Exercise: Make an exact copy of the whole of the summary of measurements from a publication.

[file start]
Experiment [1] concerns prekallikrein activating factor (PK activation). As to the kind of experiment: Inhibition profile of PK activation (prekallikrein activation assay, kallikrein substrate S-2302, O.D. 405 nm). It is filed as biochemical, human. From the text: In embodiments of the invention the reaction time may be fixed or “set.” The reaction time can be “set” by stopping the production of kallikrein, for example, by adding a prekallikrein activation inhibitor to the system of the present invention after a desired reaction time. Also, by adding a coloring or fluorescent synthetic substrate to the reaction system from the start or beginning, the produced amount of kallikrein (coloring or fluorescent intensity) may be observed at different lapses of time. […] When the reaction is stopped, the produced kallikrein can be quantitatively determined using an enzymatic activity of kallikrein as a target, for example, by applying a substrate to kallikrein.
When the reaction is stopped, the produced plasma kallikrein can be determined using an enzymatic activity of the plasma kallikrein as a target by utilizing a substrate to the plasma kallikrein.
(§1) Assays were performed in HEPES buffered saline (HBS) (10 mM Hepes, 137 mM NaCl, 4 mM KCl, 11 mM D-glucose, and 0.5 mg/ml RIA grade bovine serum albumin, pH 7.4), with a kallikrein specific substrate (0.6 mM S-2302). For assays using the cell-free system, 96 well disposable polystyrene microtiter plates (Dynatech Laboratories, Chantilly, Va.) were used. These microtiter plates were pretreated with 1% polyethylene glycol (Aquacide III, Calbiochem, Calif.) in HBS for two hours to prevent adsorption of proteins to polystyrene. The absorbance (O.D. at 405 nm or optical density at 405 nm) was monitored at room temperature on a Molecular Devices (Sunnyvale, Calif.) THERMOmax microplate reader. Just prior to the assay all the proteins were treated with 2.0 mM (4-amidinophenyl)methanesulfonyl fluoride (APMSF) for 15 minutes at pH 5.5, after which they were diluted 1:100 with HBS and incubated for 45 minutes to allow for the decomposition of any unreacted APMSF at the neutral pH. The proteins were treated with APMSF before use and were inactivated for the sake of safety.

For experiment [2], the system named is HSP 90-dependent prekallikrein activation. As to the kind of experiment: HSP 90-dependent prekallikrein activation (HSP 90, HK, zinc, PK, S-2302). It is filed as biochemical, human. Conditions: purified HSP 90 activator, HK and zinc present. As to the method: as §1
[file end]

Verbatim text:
Experiment [1] concerns prekallikrein activating factor (PK activation). As to the kind of experiment: Inhibition profile of PK activation (prekallikrein activation assay, kallikrein substrate S-2302, O.D. 405 nm). It is filed as biochemical, human. From the text: In embodiments of the invention the reaction time may be fixed or “set.” The reaction time can be “set” by stopping the production of kallikrein, for example, by adding a prekallikrein activation inhibitor to the system of the present invention after a desired reaction time. Also, by adding a coloring or fluorescent synthetic substrate to the reaction system from the start or beginning, the produced amount of kallikrein (coloring or fluorescent intensity) may be observed at different lapses of time. […] When the reaction is stopped, the produced kallikrein can be quantitatively determined using an enzymatic activity of kallikrein as a target, for example, by applying a substrate to kallikrein.
When the reaction is stopped, the produced plasma kallikrein can be determined using an enzymatic activity of the plasma kallikrein as a target by utilizing a substrate to the plasma kallikrein.
(§1) Assays were performed in HEPES buffered saline (HBS) (10 mM Hepes, 137 mM NaCl, 4 mM KCl, 11 mM D-glucose, and 0.5 mg/ml RIA grade bovine serum albumin, pH 7.4), with a kallikrein specific substrate (0.6 mM S-2302). For assays using the cell-free system, 96 well disposable polystyrene microtiter plates (Dynatech Laboratories, Chantilly, Va.) were used. These microtiter plates were pretreated with 1% polyethylene glycol (Aquacide III, Calbiochem, Calif.) in HBS for two hours to prevent adsorption of proteins to polystyrene. The absorbance (O.D. at 405 nm or optical density at 405 nm) was monitored at room temperature on a Molecular Devices (Sunnyvale, Calif.) THERMOmax microplate reader. Just prior to the assay all the proteins were treated with 2.0 mM (4-amidinophenyl)methanesulfonyl fluoride (APMSF) for 15 minutes at pH 5.5, after which they were diluted 1:100 with HBS and incubated for 45 minutes to allow for the decomposition of any unreacted APMSF at the neutral pH. The proteins were treated with APMSF before use and were inactivated for the sake of safety.

For experiment [2], the system named is HSP 90-dependent prekallikrein activation. As to the kind of experiment: HSP 90-dependent prekallikrein activation (HSP 90, HK, zinc, PK, S-2302). It is filed as biochemical, human. Conditions: purified HSP 90 activator, HK and zinc present. As to the method: as §1